Public perception of the rates of cancer and birth defects among survivors of Hiroshima and Nagasaki atomic bombs has been greatly exaggerated compared to reality, finds a new study.
The detonation of atomic bombs over the Japanese cities of Hiroshima and Nagasaki in August 1945 resulted in horrific casualties and devastation.
“Most people, including many scientists, are under the impression that the survivors faced debilitating health effects and very high rates of cancer, and that their children had high rates of genetic disease,” said Bertrand Jordan, Molecular Biologist at the Aix-Marseille University, in France.
Nearly 2,00,000 people died in the bombings and their immediate aftermath, mainly from the explosive blast, the firestorm it sparked, and from acute radiation poisoning.
However, “there’s an enormous gap between that belief and what has actually been found by researchers”, Jordan added.
For the study, the team summarised over 60 years of medical research on the Hiroshima and Nagasaki survivors and their children and discussed reasons for the persistent misconceptions.
The studies which began in 1947 followed approximately 1,00,000 survivors, 77,000 of their children, plus 20,000 people who were not exposed to radiation.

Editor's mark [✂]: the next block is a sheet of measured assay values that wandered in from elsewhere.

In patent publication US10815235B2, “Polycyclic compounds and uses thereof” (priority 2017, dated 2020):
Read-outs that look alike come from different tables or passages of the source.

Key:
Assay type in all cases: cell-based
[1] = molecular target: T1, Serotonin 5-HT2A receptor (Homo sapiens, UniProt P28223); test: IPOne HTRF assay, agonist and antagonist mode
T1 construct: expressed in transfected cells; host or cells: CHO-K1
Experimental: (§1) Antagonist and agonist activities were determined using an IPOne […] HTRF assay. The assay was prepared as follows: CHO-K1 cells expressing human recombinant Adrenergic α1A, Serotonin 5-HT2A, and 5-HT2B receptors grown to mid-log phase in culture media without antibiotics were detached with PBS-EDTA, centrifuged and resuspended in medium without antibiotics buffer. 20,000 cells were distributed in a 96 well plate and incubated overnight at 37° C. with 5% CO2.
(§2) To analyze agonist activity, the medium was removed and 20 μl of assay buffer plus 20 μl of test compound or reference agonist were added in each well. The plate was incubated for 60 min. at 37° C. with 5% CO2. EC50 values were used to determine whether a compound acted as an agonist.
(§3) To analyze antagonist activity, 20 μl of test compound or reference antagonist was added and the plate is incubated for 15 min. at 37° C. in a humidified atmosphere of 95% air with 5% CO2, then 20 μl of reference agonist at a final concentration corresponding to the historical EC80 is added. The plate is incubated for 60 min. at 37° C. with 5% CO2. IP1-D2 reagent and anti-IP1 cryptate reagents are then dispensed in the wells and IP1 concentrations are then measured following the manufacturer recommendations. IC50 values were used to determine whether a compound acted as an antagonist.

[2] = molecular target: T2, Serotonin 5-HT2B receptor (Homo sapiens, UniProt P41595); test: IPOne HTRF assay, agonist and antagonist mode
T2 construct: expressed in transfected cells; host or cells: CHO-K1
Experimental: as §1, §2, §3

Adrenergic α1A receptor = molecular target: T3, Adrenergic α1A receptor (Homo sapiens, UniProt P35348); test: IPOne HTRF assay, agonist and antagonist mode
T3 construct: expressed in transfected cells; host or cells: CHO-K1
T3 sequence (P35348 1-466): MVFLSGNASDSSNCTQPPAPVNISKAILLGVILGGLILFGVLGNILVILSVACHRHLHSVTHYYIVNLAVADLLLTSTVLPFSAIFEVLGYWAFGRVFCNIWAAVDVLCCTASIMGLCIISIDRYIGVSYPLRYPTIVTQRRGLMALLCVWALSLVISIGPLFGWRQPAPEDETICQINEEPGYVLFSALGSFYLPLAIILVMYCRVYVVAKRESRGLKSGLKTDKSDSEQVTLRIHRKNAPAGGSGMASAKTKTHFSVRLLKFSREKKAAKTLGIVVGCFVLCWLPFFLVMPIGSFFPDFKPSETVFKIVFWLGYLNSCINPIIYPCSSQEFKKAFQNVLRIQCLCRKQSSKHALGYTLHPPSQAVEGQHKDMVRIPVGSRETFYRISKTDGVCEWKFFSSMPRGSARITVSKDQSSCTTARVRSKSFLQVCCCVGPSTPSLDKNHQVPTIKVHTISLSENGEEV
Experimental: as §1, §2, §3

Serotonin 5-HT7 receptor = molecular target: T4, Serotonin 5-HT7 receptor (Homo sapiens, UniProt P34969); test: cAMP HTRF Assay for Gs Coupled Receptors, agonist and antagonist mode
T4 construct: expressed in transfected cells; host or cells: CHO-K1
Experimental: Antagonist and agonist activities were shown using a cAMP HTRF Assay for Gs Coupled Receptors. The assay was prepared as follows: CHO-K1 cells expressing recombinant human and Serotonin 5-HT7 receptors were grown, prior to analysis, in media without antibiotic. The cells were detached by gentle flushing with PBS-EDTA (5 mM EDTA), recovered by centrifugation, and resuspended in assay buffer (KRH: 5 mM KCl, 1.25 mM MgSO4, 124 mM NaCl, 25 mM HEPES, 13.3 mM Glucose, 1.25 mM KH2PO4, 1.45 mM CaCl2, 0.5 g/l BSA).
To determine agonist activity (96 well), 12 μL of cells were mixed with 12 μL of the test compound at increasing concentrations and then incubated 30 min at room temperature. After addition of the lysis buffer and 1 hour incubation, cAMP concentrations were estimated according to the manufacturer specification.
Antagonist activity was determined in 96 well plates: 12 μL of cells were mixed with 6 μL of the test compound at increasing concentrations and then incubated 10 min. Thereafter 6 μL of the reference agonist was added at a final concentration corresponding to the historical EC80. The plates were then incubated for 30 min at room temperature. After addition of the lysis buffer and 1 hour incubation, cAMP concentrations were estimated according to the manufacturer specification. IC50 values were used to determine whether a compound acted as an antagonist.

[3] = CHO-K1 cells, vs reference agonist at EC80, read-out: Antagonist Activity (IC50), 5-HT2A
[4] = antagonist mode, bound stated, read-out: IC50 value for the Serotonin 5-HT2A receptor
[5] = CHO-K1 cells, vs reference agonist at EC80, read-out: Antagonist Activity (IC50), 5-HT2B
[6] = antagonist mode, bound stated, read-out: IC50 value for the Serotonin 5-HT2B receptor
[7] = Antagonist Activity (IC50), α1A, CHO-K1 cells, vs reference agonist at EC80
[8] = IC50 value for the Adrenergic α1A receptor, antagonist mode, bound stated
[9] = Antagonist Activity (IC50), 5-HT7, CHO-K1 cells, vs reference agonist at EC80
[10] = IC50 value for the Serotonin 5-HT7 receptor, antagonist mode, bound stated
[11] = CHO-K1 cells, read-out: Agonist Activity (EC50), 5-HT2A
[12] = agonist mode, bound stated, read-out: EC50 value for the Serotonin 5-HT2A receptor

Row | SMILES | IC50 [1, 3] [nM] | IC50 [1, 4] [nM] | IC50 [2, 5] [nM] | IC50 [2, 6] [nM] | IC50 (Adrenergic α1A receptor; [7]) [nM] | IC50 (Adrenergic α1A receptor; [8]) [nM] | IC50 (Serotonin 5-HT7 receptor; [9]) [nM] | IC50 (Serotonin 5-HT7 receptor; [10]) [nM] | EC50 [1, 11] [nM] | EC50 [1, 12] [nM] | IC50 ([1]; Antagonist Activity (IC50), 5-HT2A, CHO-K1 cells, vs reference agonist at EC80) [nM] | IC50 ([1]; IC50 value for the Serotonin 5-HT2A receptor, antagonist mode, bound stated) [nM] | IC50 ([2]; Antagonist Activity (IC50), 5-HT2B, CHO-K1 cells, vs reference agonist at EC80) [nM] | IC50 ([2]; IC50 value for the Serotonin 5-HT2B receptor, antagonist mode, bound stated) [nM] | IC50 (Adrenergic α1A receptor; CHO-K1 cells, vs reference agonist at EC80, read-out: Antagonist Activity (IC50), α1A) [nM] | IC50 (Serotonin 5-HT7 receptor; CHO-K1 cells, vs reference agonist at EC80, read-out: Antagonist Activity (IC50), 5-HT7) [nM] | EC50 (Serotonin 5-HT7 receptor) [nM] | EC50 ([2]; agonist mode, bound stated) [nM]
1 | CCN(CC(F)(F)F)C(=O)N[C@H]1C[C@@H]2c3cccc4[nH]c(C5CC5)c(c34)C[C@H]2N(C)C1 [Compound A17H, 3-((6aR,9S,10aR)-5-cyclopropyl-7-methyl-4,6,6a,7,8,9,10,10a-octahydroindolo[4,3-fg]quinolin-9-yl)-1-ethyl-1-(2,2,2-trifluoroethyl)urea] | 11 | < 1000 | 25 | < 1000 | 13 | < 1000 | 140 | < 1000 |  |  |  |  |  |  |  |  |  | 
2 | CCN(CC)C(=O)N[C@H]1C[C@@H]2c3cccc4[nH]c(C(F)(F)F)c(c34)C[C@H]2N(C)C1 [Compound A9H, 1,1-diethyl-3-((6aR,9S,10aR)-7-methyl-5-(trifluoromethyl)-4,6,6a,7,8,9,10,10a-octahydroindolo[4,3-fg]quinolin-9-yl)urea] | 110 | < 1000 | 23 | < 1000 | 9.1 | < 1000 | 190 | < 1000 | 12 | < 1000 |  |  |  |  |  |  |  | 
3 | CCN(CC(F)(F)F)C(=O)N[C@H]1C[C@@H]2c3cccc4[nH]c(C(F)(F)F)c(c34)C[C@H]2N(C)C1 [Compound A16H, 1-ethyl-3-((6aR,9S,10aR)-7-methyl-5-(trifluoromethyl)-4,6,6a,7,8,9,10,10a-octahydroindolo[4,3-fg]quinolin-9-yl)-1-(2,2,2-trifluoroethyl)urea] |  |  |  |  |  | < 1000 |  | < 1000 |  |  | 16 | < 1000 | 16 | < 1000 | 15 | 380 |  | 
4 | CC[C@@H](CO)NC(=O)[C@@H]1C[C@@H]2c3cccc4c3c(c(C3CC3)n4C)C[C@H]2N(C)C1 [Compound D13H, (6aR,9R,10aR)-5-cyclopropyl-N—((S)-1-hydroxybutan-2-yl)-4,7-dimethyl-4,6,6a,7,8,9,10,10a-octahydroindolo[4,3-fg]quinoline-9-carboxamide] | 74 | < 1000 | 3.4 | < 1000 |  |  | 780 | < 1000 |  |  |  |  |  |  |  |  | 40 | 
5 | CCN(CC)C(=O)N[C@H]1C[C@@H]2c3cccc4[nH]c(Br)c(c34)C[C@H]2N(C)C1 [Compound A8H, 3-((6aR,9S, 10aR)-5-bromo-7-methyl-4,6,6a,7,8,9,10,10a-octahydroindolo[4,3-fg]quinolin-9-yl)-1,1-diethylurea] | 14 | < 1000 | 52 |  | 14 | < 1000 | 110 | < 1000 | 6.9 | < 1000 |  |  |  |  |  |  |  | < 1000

The findings have clearly demonstrated that radiation exposure increases cancer risk, but also show that the average lifespan of survivors was reduced by only a few months compared to those not exposed to radiation.
No health effects of any sort have so far been detected in children of the survivors.
The relative risk increased according to how close the person was to the detonation site, their age (younger people faced a greater lifetime risk), and their sex (greater risk for women than men).
Cancer rates among survivors was found to be higher compared to rates in those who had been out of town at the time.
Incidence of cancers between 1958 and 1998 among the survivors were 10 per cent higher.
Although no differences in health or mutations rates have yet been detected among children of survivors, Jordan suggests even if the children of survivors do in fact face additional health risks, those risks must be very small.
The results were published in the journal GENETICS.